The General Electric/Rolls-Royce F136 alternate engine for the Lockheed Martin F-35 Joint Strike Fighter has completed a round of short-take-off vertical-landing (STOVL) testing. According to Jean Lydon-Rodgers, president of the GE/R-R fighter engine team, the programme will be ready to deliver a production-configurarion engine "in a matter of months".
The F136 has past the midpoint of a five-year, $2.4 billion system development and demonstration phase. Tests on the first SDD engine is scheduled for early 2009 and first flight is set in 2010. But the engine is facing a termination threat for the third year in a row.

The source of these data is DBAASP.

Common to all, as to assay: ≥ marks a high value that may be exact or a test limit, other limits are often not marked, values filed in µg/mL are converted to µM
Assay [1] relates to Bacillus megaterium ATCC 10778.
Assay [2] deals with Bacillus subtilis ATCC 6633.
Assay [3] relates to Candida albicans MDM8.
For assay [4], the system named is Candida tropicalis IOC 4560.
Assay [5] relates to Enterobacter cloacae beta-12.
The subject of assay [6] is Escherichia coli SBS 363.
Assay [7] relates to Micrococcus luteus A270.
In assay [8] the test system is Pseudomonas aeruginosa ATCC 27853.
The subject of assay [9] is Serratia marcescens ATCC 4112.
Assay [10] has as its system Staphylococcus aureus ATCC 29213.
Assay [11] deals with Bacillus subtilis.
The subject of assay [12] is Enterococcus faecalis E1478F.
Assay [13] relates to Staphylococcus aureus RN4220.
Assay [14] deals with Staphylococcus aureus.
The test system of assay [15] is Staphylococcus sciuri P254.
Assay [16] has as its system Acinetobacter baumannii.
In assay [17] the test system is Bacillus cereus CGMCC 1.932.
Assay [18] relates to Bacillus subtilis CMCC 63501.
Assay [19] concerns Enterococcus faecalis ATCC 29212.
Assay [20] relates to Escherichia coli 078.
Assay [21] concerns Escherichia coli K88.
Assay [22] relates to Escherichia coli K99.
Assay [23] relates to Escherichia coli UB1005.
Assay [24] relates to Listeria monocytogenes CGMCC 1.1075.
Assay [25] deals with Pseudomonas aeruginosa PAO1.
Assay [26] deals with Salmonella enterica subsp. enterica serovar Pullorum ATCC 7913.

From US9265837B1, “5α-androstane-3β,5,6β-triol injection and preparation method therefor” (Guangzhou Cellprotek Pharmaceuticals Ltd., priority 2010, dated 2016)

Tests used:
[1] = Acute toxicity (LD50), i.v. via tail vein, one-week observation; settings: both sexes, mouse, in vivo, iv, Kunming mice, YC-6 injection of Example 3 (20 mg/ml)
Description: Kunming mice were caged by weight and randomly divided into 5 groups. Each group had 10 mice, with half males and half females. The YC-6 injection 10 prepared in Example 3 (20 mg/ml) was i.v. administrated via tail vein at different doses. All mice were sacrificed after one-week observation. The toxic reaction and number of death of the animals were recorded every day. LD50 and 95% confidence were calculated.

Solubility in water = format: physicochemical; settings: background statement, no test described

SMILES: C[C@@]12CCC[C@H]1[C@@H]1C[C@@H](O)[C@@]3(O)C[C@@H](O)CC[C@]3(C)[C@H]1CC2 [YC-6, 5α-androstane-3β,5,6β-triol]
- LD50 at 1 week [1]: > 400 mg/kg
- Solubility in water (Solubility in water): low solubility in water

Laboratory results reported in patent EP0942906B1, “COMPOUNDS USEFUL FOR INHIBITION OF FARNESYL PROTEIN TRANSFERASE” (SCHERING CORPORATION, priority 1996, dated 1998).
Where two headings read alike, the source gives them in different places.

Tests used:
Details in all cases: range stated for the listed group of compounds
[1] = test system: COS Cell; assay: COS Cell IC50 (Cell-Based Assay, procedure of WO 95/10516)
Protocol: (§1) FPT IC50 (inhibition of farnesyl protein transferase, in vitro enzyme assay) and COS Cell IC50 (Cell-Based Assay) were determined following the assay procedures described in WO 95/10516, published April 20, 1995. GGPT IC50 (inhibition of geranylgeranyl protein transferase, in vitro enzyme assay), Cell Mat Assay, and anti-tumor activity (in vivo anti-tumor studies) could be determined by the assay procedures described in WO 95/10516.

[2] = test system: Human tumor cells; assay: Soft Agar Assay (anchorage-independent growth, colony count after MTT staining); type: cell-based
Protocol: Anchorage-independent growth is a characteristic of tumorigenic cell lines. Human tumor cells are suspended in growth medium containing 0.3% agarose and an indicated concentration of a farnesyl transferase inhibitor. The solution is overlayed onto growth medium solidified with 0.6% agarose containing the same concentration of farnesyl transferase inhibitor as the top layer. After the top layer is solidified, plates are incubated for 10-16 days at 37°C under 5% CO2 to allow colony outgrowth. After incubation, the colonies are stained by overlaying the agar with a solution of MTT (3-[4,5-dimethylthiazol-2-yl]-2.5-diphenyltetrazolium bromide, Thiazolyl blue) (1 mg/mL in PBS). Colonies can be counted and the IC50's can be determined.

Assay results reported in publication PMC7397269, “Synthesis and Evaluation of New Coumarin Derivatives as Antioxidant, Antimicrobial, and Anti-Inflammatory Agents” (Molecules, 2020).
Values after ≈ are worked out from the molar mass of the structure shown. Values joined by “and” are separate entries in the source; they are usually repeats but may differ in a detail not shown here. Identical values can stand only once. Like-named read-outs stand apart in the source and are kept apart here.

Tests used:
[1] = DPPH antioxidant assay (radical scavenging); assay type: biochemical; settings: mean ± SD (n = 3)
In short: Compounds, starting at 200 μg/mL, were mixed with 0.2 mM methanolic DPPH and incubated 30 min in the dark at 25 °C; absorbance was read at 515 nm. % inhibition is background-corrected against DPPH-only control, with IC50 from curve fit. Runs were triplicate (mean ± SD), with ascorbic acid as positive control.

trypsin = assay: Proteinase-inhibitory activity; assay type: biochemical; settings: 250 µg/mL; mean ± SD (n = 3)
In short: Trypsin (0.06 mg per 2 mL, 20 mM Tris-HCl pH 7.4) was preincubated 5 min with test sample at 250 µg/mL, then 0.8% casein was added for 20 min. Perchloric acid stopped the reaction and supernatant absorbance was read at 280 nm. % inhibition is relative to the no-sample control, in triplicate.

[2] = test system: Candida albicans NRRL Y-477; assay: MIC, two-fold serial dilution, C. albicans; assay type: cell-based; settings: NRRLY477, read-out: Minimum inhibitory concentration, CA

The US Department of Defense has refused to request funds to continue developing the engine. The US Congress has restored the funds the past two years, and appears likely to do so again this year.
The STOVL mode is one of the most challenging aspects of the programme. The Pratt & Whitney F135, the baseline engine for the F-35, is struggling to overcome turbine blade fatigue issues caused by the stresses of shifting from conventional to STOVL mode.
So far, tests on the GE/R-R alternative have successfully demonstrated closed-loop mode operation.